South African grape season fraught with difficulties -

South African grape season fraught with difficulties

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South African grape season fraught with difficulties

South African grape growers and exporters are describing the current season as challenging with over supply from Latin American producers and quality issues due to variable weather in key growing areas.

Chile and Argentina both sent more grapes to Europe which coupled with the continent's unusally cold spell led to consumer demand problems.

Grower and exporter Afrifresh Group said the early part of the season up to the end of January was good.

However, Afrifresh's marketing director Andre de Klerk explained that by the beginning of February life had become more complicated.

"We were quite happy with the way the market was going until this point but by the beginning of February there were big adjustments on price which started with the cold spell."

He said the severe cold weather resulted in delivery problems particularly to the wholesale market in Eastern Europe coupled with Chile's decision to divert its early Flame grapes to Europe.

Exporter Sapex agreed Argentina and Chile's decision to up supply in Europe made life difficult.

Sapex manager for Europe Jannie Visser said: "At the moment the market is a real mess. Chile and Argentina sent more volumes earlier to Europe and there is an oversupply situation."

Color Fruits head of grapes Rosené Matthee added that Chile's larger than normal cherry supplies to the Far East for their New Year on Jan. 23, hadn't helped.

"Many people buy grapes because they are cheaper but because of oversupply of cherries they preferred to buy cherries rather than grapes," she said.

de Klerk described the quality of some Chilean grapes as variable but despite uncertain standards this had still created problems.

"There's a certain price level where it was attractive to buy the fruit even if the quality was a bit iffy."

Visser reported significantly lower prices with a 5 kilogram box of 10 punnets fetching around EUR 8 (US$10.6) compared with EUR 10 (US$13.2) last season. He added that for a 4.5 kilogram box across all varieties prices were between EUR 1-2 (US$1.3-2.6) on average lower.

de Klerk said the lower prices South African growers were getting this year meant most producers weren't breaking even.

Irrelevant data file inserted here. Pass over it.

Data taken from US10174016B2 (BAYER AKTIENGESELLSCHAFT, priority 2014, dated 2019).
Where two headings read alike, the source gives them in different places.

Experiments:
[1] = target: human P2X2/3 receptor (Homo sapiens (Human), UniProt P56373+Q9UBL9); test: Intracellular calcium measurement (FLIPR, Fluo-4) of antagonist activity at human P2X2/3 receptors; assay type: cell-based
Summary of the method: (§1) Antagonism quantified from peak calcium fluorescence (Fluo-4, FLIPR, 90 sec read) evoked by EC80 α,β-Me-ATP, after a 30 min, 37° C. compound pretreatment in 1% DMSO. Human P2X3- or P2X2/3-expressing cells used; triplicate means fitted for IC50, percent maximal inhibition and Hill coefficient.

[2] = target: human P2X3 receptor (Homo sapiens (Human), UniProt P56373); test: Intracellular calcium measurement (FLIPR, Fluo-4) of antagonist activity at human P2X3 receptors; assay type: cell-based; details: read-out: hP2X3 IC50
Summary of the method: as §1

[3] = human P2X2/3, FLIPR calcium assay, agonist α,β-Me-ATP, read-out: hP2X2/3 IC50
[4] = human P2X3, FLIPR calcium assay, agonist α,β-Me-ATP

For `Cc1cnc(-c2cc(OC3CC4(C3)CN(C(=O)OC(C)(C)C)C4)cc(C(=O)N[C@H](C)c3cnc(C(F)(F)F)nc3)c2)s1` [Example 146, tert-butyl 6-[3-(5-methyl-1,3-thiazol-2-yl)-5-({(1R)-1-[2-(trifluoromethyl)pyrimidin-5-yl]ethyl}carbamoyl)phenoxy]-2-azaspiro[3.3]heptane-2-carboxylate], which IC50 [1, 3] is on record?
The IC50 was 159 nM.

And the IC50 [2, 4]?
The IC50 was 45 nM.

"It's not sustainable for growers the way prices are currently are. It will be tough with these sorts of returns."

He added that Argetina and Chile increasing their supply to Europe had led to customers demanding higher standards.

"It's a symptom of the market when everyone is spoilt for choice they are more fussy on quality."

Extremely high temperatures at some points during the South African season coupled with rain and hail in the key growing area of Hex Valley River had also affected certain farms.

"There was less Thompson because of the rain and some of the varities harvested later were affected. The berry size and quality was less consistent which means you don't get the extra large berry which the Far East prefer," said Viser.

He explained this was why his company's export volumes to the Far East were lower this season, although shipments to the Middle East were a little higher.

de Klerk added that unlike citrus, alternative markets were limited essentially to continental Europe and the U.K. with the U.S., despite relaxing phytosanitary requirements, still too far away to be viable.

The Northern Province, Orange River and northern part of Berg River regions have finished packing, later cultivars such as Dauphine and Darlinka are expected to coninue until mid-April.

Matthee said South African had only shifted 50% of its volumes so far even though it was two thirds of the way through the season. She predicted the country would hit its volume forecast of between 50 to 52 million 4.5 kilogram boxes by the end of the season.

Related stories: Overlapping grape expectations in Europe

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